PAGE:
Understanding cable system configurations …
The three cables that make up a 3 phase circuit can be placed in different formations. Typical configurations include the trefoil or triangular and the flat formation. The choice will depend on several factors like screen bonding method, conductor area and available space for installation.
Typical cable formations
The electric power losses in a cabling circuit are dependent on the currents flowing in the metallic sheaths of the cable. Reducing or eliminating the sheath currents through bonding methods will allow the load current carrying capacity (ampacity) of the cable circuit to be increased. Typical bonding methods are Both-end bonding, Single-point bonding and Cross-bonding.
A system is both end bonded if the arrangements are such that the cable sheaths provide path for circulating currents at normal conditions. This will cause losses in the screen, which reduce the cable current carrying capacity. These losses will be smaller for cables in trefoil formation than in flat formation with separation.
Both end bonded
In single point bonding the screens are connected and earthed at one end of the route. At all other points, the screen being insulated from earth will have a standing voltage which will be proportional to the circuit length, conductor current and cable spacing, and be at a maximum value at the furthest point from the earth bond. Since there is no closed circuit, screen circulating current is eliminated. Single point bonding is normally used for limited route lengths to keep the standing voltage to the minimum and render the cable installation safe against “touch-voltage”.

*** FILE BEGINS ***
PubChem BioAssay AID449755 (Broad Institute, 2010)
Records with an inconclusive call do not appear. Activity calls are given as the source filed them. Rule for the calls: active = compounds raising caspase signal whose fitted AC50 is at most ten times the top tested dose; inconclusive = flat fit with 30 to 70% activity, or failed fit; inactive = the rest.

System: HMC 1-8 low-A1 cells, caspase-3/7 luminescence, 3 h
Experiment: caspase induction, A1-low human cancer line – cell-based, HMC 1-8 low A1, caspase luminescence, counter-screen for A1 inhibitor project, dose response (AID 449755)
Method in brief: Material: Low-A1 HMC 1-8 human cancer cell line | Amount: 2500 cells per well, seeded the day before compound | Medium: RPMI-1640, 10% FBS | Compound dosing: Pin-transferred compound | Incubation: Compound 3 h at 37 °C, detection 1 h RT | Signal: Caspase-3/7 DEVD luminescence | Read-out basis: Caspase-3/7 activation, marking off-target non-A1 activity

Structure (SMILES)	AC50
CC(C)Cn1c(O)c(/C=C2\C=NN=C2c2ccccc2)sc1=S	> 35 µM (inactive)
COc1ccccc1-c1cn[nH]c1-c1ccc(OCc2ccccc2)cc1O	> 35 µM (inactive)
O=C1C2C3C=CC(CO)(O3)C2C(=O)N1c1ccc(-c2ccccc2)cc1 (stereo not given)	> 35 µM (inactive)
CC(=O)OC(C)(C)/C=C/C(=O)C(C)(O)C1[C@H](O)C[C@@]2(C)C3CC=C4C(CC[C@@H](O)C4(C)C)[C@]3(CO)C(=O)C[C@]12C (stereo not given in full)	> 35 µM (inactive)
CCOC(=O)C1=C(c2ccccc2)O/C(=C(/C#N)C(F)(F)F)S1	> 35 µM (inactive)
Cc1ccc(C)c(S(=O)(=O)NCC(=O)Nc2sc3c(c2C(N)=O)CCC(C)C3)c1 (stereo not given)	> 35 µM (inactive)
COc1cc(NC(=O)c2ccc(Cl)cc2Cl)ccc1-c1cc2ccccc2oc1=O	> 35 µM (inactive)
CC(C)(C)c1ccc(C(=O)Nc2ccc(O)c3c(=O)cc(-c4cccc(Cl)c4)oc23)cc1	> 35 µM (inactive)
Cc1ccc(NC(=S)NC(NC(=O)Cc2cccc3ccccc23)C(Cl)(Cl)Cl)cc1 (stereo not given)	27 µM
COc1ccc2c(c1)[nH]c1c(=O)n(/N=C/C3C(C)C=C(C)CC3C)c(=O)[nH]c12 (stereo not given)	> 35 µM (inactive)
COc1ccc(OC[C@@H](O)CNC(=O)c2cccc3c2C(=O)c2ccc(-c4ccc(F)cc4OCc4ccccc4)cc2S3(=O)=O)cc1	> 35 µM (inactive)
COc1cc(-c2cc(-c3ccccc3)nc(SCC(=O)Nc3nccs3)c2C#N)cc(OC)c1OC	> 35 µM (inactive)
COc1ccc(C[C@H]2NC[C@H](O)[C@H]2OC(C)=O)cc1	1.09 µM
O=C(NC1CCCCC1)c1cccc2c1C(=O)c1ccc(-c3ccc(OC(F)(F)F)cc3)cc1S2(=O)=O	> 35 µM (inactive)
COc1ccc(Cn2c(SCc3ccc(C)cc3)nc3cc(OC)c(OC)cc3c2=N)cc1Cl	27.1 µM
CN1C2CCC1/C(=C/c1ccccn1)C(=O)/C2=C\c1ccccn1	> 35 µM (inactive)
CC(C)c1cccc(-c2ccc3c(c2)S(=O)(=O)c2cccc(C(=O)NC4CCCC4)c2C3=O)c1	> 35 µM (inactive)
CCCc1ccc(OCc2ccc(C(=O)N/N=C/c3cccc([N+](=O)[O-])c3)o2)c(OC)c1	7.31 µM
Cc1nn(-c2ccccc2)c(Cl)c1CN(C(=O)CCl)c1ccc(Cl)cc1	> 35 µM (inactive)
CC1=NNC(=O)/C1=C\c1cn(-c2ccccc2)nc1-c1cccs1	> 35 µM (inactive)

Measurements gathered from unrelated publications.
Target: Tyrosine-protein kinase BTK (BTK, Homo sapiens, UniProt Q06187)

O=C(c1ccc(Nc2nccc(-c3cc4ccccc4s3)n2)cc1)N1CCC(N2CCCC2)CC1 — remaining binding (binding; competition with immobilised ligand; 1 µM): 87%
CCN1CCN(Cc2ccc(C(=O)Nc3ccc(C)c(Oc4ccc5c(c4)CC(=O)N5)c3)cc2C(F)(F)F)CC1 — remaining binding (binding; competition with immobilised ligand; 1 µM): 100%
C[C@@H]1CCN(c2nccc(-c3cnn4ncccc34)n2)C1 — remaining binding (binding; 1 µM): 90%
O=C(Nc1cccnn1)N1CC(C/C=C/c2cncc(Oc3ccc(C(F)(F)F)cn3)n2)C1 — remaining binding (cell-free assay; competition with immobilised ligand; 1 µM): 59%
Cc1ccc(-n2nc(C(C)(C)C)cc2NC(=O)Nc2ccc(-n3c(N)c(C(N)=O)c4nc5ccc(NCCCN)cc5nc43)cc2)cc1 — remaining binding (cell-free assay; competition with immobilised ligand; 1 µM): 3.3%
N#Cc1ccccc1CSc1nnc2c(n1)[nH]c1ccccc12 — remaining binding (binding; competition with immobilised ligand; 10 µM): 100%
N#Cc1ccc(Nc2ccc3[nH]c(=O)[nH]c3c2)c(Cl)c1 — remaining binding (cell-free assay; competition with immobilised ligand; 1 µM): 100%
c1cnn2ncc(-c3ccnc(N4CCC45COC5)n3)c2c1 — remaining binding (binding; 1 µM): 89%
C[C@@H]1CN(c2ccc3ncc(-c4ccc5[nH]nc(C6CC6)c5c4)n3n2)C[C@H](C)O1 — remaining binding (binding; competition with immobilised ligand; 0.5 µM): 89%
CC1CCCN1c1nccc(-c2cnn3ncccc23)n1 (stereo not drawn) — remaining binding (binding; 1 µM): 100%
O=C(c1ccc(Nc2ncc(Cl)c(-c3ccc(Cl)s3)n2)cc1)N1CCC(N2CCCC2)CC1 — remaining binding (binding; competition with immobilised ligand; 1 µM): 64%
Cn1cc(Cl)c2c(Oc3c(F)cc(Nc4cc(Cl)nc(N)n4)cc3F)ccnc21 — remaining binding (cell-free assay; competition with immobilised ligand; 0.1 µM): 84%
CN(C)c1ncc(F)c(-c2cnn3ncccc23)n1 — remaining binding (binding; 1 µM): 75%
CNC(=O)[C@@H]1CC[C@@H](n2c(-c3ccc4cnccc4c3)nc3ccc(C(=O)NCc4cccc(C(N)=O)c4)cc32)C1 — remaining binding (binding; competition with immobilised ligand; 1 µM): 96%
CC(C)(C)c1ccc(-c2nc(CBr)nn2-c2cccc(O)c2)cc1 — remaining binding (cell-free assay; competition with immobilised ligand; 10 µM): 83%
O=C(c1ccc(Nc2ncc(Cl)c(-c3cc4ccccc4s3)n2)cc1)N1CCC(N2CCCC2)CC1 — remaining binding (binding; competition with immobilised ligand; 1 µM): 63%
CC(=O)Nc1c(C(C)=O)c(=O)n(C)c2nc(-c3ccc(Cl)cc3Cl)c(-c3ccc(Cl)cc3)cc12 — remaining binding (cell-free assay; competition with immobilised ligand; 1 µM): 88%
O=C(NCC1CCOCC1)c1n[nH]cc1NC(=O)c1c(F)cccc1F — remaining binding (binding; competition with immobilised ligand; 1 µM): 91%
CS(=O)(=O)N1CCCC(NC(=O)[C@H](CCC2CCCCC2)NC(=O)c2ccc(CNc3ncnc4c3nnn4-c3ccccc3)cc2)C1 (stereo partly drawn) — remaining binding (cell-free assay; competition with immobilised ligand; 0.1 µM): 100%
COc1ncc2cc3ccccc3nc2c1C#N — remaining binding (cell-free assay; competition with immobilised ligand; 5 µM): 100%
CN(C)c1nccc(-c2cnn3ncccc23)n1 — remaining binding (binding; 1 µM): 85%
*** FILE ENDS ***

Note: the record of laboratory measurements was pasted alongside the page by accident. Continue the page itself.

Single point bonded
Cross bonding consists of sectionalizing the cable screen into sections called minor sections and cross connecting them so as to neutralize the total induced voltage in three consecutive sections. Three minor sections together make a major section. In cross bonding system, the route is split up into groups of three drum lengths with the screens bounded and earthed together at both ends of a major section, but interrupted and connected in series at all other points. The purpose is to allow a standing voltage between screen and earth in each major section but eliminate circulating currents. With this arrangement, the current carrying capacity can be considerably enhanced particularly for large conductor sizes and further, application is possible for longer route lengths.
After installation the sheath test is the first test which should be performed. This test will indicate whether there has been any mechanical damage to the outer cable sheath. If there has been damage to the sheath the degradation of the neutral and the cable insulation will be imminent which will result in premature cable failure.
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Editor’s Note: This post was originally published July, 2011 and has been updated freshness, accuracy and comprehensiveness.